Boat Insurance – Avoiding claims whilst afloat
Factors such as fire safety, passage planning, crew competency, maintenance, moorings & lay-up and heavy weather can all be planned for to reduce the probability of a claim spoiling your boating enjoyment. This boat insurance related article looks at this and other claim avoidance techniques to enhance the long-term enjoyment of your boating.
Whilst you can be safe in the knowledge that your policy will protect you if needed there are many incidents that lead to boat insurance claims are that are entirely avoidable. Many claims are caused, directly or indirectly, from avoidable issue such as human error, poor planning or a simple lack of boat maintenance. Therefore we have put together this brief article with some basic tips to keep you and your vessel safe.
Remember fires don’t just happen at home! Fires happen on virtually all types of vessel where there are engines or electrical equipment and it’s the last thing you want when afloat. Here are some simple, cheap and common sense avoidance measures.
- Have a fire safety plan which indicates the location of the fire-fighting equipment on board.
- An appropriate number of fire extinguishers should be available on board depending on the size of the vessel. Also ensure that you have the appropriate types of fire extinguishers to suit the potential types of fire (namely foam, water, powder and carbon dioxide).
- Extinguishers should be regularly checked, including pressures and expiry dates and annual maintenance should be carried out by a competent service provider
- Small fires very regularly originate in the galley and good housekeeping much of which is the same as you’d use at home go a long way in avoiding such incidents.
- If used, gas bottles should be kept in a well ventilated space with the valves turned off when not in use. Piping and connectors should be checked for wear and tear and for corrosion and replaced if necessary.
As the saying goes, if you fail to plan, you plan to fail. So plan ahead! Here are a few tips about planning your safe passage;
- It is very important to plan your passage before setting off and consideration should be given to the type of vessel, deepest draft, engine capabilities, expected weather and tides and any limitations of the crew.
- Any navigational hazards along the route should be identified and contingency plans should be at hand in case of engine failure or other unforeseen events
- Navigational charts should be checked for how up to date they are and of the largest scale possible. Electronic charts should have the latest updates and corrections installed.
- Consider and be aware of the local navigational rules and restrictions that may be in force.
- The person in charge of the vessel should be both suitably experienced and qualified, as well as having a good understanding of the vessel’s capabilities and limitations.
- Whilst under way the vessel should have a sufficient number of crew with sufficient competence for the intended passage including use of all safety equipment and emergency signalling aids.
- Regular and adequate maintenance of machinery is of the utmost importance. Vessels should have a specific service and maintenance schedule which should be adhered to and reviewed and updated as necessary.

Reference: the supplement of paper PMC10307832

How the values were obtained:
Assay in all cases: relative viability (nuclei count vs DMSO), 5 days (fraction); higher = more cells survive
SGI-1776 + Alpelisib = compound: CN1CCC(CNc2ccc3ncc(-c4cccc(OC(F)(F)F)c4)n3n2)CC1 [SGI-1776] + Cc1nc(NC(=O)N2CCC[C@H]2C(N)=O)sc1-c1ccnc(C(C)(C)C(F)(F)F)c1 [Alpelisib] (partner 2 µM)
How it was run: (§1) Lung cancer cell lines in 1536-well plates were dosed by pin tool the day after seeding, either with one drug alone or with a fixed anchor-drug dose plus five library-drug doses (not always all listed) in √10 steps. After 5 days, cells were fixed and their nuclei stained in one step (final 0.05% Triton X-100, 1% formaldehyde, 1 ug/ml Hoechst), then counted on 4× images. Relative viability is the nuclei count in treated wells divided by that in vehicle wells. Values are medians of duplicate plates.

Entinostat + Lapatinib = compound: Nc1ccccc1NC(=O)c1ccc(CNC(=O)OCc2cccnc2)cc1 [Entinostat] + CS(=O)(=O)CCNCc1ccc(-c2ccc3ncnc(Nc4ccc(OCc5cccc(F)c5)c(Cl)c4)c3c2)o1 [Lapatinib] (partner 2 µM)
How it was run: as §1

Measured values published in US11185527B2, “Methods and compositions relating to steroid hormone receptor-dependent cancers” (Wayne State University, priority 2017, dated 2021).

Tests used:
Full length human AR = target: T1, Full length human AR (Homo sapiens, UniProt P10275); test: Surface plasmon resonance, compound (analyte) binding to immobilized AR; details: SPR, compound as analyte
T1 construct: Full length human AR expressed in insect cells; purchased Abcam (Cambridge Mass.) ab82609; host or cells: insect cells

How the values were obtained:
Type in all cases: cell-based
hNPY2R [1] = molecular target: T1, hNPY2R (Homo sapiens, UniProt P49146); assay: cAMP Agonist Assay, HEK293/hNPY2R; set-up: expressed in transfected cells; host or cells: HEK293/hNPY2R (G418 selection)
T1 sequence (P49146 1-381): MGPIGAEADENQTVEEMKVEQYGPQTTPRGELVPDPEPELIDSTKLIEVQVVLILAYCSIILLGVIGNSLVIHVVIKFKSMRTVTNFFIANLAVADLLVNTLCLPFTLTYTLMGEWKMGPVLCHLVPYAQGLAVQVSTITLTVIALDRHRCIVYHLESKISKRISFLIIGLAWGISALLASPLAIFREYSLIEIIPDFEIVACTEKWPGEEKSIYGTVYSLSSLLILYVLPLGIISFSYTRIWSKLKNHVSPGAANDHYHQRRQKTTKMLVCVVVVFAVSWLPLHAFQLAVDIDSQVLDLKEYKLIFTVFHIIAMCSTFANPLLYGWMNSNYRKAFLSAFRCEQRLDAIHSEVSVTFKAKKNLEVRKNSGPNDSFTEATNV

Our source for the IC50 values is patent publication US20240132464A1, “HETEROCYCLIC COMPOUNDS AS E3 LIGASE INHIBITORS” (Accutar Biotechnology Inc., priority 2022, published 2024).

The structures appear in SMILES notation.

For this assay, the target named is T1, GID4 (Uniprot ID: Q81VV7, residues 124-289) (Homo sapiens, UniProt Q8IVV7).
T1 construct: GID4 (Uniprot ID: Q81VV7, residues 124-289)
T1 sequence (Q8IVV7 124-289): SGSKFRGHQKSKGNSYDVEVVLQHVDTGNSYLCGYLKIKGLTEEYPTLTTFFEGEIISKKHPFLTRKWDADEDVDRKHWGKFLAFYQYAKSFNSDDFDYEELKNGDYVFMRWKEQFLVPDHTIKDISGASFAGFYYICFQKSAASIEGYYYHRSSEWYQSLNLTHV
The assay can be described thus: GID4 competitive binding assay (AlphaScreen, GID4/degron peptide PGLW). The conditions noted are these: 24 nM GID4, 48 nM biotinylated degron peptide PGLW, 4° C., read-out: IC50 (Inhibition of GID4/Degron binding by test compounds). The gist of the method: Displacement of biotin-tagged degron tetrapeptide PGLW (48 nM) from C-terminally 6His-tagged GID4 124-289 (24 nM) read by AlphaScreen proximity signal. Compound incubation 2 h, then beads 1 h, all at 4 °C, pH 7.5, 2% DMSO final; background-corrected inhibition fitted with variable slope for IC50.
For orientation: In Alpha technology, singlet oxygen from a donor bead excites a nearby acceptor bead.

- Machinery space should be kept clean and free from oil leaks. If oil is noticed in the bilges then the source of the leak should be traced and promptly repaired.
- A safety checklist and routine should be implemented that consists of testing and maintenance tasks associated with all safety and emergency equipment on board including items like fire pumps, fire hoses, bilge pumps, alarms and emergency lighting.
Moorings & Lay Up
- Whilst laid up or stored ashore, ensure precautions are taken to avoid damage due to exposure to high winds, snow and storms.
- Ensure ropes are in good condition and not excessively worn or chaffed.
- Mooring equipment like shackles, bits and cleats should be inspected to ensure they are in good condition and can take the expected load (especially in bad weather)
- Sails and Masts should be dropped if the yacht is not expected to be used for an extended period to reduce windage effects
- Plan for worst case scenarios. For example, take consideration of the worst expected weather conditions during the mooring or lay-up period and take necessary precautions such as doubling the ropes and checking all openings are closed.
- Check the weather forecasts and be cautious of the possible effects of bad weather on your vessel at all times, whilst in use, moored or laid up.
- Ensure that the weather forecast is taken into account when planning any passages and set weather limits, taking wind speeds and sea conditions into consideration.
- In case of imminent heavy weather, options to consider should include heading to a port of refuge. Remember that sometimes heading out to sea may be the better option than to approach shore during a storm.
- Make sure all external openings are bolted and weather or watertight as required.
- Ensure loose objects are secured against movement during rolling and pitching of the vessel… avoid bringing aboard/ buying breakables wherever possible.
This boat insurance related article is provided with good intentions only and cannot be considered comprehensive, if in doubt always take professional advice.
We merely hope this article assists you in the enjoyment of your travels afloat and that if you ever need an insurance quotation you will consider us.